It is not your imagination if you notice more traffic crashes on roadways. Total traffic deaths hit a record high in 2021, with 42,915 deaths reported in 2021, over a 10% increase from 2020.
Drunk Driving Statistics
Drunk driving, driving while intoxicated (DWI), or driving under the influence (DUI) means driving with a blood alcohol concentration (BAC) of 0.08 or higher.
Underage drinking is a problem and is responsible for drunk driving accidents. The legal drinking age is 21. However, 19% of teen drivers who were involved in fatal car crashes had been drinking.
Still, being legal doesn’t mean being responsible. Over 50% of people driving while intoxicated are in the age group of 21-34.
In 2020, there were 11,654 drunk driving fatalities. And during COVID, alcohol-related crashes involving drunk drivers with a blood alcohol content over the legal limit rose from 19 percent to 26 percent.
However, in recent years, alcohol-impaired driving is not the only problem. With the legalization of marijuana in some states, there is a rise in traffic fatalities from drug use.
Drugged Driving Is Drunk Driving
The National Highway Traffic Safety Administration (NHTSA) published a report that in motor vehicle crashes “just over 54% of injured drivers had drugs or alcohol in their systems, with tetrahydrocannabinol (THC), an active ingredient in marijuana, the most prevalent, followed by alcohol.”
The CDC claims that marijuana users were 25% more likely to be involved in a car crash than drivers who didn’t use marijuana. And often, alcohol-impaired drivers mix alcohol and drugs, which causes impaired driving crashes.
And as Mothers Against Drunk Driving (MADD) points out, drugged driving can also result from prescription drugs, as 1 in 4 drivers tested positive for drugs that could affect motor vehicle safety.
For example, driving under the influence of legal and prohibited drugs is illegal in California. So even if you have a prescription for Vicodin or OxyContin or even use over-the-counter sleeping pills or cold medicine, if it causes impairment, you may be charged with a DUI.
And if you are taking drugs (prescription or otherwise), any amount of alcohol affects your driving capabilities.
Cali-Sober Isn’t Sober
There is a new trend called “Cali-Sober,” meaning people cut down or cut out alcohol or hard drugs but replace it with marijuana. However, as the Cleveland Clinic points out, marijuana use impairs motor coordination and judgment.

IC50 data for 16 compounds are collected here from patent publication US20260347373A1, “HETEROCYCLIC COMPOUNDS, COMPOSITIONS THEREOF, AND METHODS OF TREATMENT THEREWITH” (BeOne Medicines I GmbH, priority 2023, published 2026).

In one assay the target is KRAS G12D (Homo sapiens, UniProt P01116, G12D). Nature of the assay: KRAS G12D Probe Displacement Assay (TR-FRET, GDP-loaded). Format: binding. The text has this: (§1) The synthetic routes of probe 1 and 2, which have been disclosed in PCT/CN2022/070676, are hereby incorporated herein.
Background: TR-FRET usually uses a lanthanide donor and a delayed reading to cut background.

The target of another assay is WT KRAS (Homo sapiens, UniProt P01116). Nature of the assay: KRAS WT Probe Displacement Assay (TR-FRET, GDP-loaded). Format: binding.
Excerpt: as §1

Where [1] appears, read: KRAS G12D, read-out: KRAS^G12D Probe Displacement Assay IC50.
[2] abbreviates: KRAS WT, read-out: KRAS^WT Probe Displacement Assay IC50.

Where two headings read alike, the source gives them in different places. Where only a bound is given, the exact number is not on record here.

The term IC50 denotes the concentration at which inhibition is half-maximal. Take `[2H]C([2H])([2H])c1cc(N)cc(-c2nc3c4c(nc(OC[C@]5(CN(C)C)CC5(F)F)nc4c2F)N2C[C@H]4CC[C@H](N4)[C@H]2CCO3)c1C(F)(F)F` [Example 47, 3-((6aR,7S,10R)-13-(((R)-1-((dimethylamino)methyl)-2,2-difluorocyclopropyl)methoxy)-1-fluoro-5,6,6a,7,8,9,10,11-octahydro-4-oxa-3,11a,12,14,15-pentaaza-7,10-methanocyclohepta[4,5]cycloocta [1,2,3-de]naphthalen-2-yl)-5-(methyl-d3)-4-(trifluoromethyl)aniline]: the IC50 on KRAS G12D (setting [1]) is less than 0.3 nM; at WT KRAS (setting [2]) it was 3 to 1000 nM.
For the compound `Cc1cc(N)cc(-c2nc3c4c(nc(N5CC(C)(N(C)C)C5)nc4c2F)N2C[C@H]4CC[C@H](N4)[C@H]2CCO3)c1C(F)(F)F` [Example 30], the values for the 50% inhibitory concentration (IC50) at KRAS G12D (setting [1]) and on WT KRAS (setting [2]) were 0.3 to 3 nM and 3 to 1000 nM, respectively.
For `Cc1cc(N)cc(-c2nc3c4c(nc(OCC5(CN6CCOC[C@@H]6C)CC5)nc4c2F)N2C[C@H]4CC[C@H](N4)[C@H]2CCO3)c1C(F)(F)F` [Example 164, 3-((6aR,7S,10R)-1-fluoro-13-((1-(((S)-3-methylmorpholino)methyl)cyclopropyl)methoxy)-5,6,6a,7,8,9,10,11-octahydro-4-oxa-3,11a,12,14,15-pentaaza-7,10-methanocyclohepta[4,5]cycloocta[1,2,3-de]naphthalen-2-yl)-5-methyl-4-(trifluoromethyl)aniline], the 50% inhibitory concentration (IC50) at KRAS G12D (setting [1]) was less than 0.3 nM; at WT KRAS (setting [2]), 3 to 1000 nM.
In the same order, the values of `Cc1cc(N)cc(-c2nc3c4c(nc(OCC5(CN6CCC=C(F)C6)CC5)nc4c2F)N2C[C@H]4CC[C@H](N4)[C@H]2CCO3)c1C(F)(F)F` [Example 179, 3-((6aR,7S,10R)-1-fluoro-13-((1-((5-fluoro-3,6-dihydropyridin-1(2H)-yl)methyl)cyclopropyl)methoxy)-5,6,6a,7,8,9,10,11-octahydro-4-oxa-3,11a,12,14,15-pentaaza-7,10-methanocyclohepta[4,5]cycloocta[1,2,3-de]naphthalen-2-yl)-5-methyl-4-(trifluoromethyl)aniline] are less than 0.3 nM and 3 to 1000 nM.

The NIH Cannabis Research Report cites that in two European studies, drivers with THC in their bloodstream were “roughly twice as likely to be culpable for a fatal crash than drivers who had not used drugs or alcohol.”
If You Are Pulled Over For a Suspected DUI
- Stay calm and remain in your vehicle. Turn off your engine so the police know you are stopped.
- Follow the police officer’s instructions. Only get out of the car if the officer asks you to.
- Politely answer the officer’s questions. They may ask to see your driver’s license and registration.
- Do not argue or volunteer information. Only answer the questions asked.
- They may ask you to take a field sobriety test. A field sobriety test helps officers determine if there is probable cause for a DUI arrest. The officer will ask you to get out of the car and perform one or more physical tasks, such as a walk-and-turn or a one-leg stand.
- They may ask you to take a breathalyzer test. If you fail the field sobriety test, you may be asked to do a breathalyzer test. There are consequences if you refuse a breathalyzer test. You may lose your license or face jail time.
- They may ask you to take a mouth swab test. This is one way an officer tests for drugs in your system. If you refuse to take the test, you could still be arrested for being under the influence if the officer suspects you are under the influence of alcohol or drugs. An officer may observe dilated pupils, slurred speech, drug paraphernalia, and overall behavior.
If you are arrested for driving while under the influence, contact an experienced DUI lawyer for help.
Car accidents and drunk driving deaths are avoidable if drivers have a plan. Before you get behind the wheel, ask yourself if your driving ability is compromised by drugs or alcohol. Or if you know you had alcohol or drugs, arrange for a sober driver to take the wheel.
You Don’t Have To Solve This on Your Own – Get a Lawyer’s Help
Meeting with a lawyer can help you understand your options and how to best protect your rights. Visit our attorney directory to find a lawyer near you who can help.